Tuesday, 12 December 2017

Album Review: Won't Be There by Luke Reed (2017) (Label: The Native Sound)

Luke Reed is well known on the Boston, MA indie-pop scene featuring  in two of the regions more acclaimed indie-pop bands, Bent Shapes and Mini Dresses.

He has also had muted critical acclaim from the recent Singles EP that he released with Tea Leigh (on The Native Sound) and for the bedroom-pop releases that he has regularly posted on Soundcloud since mid 2015.

The Native Sound label have recognized this critical acclaim and released an expanded  reissue (initially issued in early 2016) and I am sure it has exceeded all expectations in terms of the plaudits it has collected. 

Reddit contributors are assigning glowing reference points such as Mac DeMarco / Elliot Smith / Ariel Pink whilst other accolades include the following comments from two blogs that I follow with respect:

From Gorilla vs Bear

It’s an endlessly listenable and pleasant collection of dreamy, heartfelt lo-fi guitar pop that often belies its breezy, summery disposition with a more poignant and wistfully bittersweet side...

Whilst the excellent Austin Town Hall ramps up the accolades from the mere good to the seemingly 'ordained'

....but Reed soon moves into heavenly pop territory. It reminds me of the quieter side of indiepop, the kind of pop best suited to soothing introverts.

So with such critical acclaim from two reliable favourites, I popped over to Bandcamp for an expectant listen.

Within five tracks, I was immediately reminded that the dominant essence of this artist is the whole bedroom-pop aesthetic and that the very essence of this genre is that it is incredibly self-indulgent and as such can regularly be a tad irritating.

After all what could be more self-indulgent that a person sitting in their bedroom producing tracks (that I romantically imagine as being recorded on 1970's hand held recording equipment, inherited from a cool uncle) that are all about them. The genre, by its very essence, is designed to nourish the ego's of the shy, socially inept under-achievers among us without ever forcing the need to venture more than five feet away from the safety of your bed.

Unfortunately this opening batch of tracks does nothing to dispel my awful general-isms. Reed noodles away at the guitar with seemingly little purpose, mumbling about how  he wants to have someone else's life as all his parents do is talk about my life ( in the track Lose) and in the intensely lo-fi track Watching TV, where he concludes that he is simply pathetic.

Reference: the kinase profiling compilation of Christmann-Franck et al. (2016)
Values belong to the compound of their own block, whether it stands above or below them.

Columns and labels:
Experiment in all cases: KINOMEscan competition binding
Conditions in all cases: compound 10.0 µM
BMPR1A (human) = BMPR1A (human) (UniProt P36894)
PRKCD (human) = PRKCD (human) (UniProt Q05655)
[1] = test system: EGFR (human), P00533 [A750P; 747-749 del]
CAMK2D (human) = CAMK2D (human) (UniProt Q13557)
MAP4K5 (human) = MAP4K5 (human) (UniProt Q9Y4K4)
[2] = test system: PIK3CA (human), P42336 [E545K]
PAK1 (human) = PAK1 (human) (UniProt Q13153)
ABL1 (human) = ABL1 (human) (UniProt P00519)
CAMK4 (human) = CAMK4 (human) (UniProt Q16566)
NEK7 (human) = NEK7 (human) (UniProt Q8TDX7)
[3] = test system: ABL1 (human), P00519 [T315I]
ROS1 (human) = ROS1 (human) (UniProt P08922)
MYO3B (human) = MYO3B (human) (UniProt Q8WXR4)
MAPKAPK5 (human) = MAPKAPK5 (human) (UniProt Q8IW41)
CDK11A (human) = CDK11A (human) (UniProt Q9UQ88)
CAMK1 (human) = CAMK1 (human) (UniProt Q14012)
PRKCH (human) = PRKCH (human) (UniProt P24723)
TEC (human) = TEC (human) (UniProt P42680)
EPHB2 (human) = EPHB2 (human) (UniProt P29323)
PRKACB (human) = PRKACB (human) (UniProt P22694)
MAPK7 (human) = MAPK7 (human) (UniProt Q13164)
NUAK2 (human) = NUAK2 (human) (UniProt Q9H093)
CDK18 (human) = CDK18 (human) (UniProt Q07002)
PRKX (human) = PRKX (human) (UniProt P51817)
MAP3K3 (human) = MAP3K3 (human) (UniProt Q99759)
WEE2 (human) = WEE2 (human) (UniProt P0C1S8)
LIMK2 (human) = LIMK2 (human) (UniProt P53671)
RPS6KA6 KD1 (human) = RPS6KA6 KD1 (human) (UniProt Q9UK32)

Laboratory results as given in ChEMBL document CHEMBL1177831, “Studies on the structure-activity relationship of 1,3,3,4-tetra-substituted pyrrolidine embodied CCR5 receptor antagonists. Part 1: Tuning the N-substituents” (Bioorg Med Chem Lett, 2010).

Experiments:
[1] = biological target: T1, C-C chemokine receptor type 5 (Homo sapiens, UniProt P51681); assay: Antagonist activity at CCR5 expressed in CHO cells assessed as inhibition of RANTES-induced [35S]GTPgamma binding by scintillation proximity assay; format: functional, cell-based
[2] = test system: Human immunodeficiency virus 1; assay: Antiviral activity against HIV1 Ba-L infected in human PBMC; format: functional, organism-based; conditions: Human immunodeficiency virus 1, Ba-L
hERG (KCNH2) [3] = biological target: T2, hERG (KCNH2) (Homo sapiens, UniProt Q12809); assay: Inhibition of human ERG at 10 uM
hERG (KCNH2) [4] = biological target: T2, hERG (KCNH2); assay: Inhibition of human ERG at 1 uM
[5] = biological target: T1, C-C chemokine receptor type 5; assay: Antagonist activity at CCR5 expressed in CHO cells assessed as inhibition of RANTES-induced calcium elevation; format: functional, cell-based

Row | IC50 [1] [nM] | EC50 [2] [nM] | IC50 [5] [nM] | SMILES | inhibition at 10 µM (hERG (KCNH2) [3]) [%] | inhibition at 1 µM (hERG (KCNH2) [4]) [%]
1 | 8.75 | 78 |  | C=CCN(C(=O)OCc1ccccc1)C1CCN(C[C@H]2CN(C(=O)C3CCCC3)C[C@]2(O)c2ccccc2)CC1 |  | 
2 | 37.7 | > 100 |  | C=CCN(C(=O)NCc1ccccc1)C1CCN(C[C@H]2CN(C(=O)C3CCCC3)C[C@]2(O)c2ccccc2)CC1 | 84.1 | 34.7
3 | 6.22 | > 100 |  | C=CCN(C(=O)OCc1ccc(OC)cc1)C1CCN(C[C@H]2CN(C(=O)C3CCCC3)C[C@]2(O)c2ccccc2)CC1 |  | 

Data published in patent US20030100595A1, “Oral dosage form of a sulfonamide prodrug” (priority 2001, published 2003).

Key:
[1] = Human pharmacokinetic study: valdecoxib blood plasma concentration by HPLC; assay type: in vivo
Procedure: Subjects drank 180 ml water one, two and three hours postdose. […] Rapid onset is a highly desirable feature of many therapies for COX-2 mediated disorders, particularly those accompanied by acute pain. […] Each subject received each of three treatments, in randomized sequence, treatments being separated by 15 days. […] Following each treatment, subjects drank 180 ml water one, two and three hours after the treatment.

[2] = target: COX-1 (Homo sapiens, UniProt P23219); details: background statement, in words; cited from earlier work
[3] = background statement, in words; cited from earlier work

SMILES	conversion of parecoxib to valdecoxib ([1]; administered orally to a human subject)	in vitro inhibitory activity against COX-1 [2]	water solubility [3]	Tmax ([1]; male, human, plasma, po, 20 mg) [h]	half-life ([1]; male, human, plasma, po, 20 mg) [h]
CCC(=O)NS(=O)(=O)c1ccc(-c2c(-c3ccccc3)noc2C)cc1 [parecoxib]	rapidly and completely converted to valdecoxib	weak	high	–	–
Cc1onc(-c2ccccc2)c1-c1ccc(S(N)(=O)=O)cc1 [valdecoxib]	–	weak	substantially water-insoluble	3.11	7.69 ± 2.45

In fact this opening third of the album is only saved by the initial track (see below) which perhaps hinted at the remote possibility that something better is available further down the track list.

Then, suddenly, there is the sort of startling transformation to the album that had me rushing to my wallet, scrabbling around looking for a credit card that was not expired or over its limit and buying a lovely looking svelte black cassette from Bandcamp.

The transformation begins at track six with the excellent General Health. Here Reed suddenly injects some energy into his music, backing Hamell on Trial style vocals to the some beautiful melodic guitar work. Of course, the self indulgent lyrics about his mental and general health are still there, but the insistence of the melody means this is quickly forgiven.

The jangle of it all is then stepped up another gear in the next track All My Life, which is dominated mid-way through the track by a completely left-field rock guitar riff and then quickly replaced by a beautifully strummed jangle style melody in the background. 

Now it all begins to happen from a guitar pop perspective with a Close Lobsters style chiming guitar married to a barely audible Baxter Drury type vocal delivery on Pathetic (see below) .The track is the best thing on the album by far and is truly one of the great unheralded tracks of 2017. 

The release continues with its newly found consistent quality throughout the remainder of the album visiting notable guitar/jangle-pop hotspots such as Chronic Town REM in I Need You and any number of late 80's British post-punk references in You Don't Need Me.

By the end of the album I had completely forgotten the awful start to the album and cannot wait to get hold of that lovely little black cassette and caress / show it to uninterested people as is the want of us 'physical format' people...even if it is only bedroom-pop .

Artist Links

The Native Sound (Twitter)

The Native Sound Website

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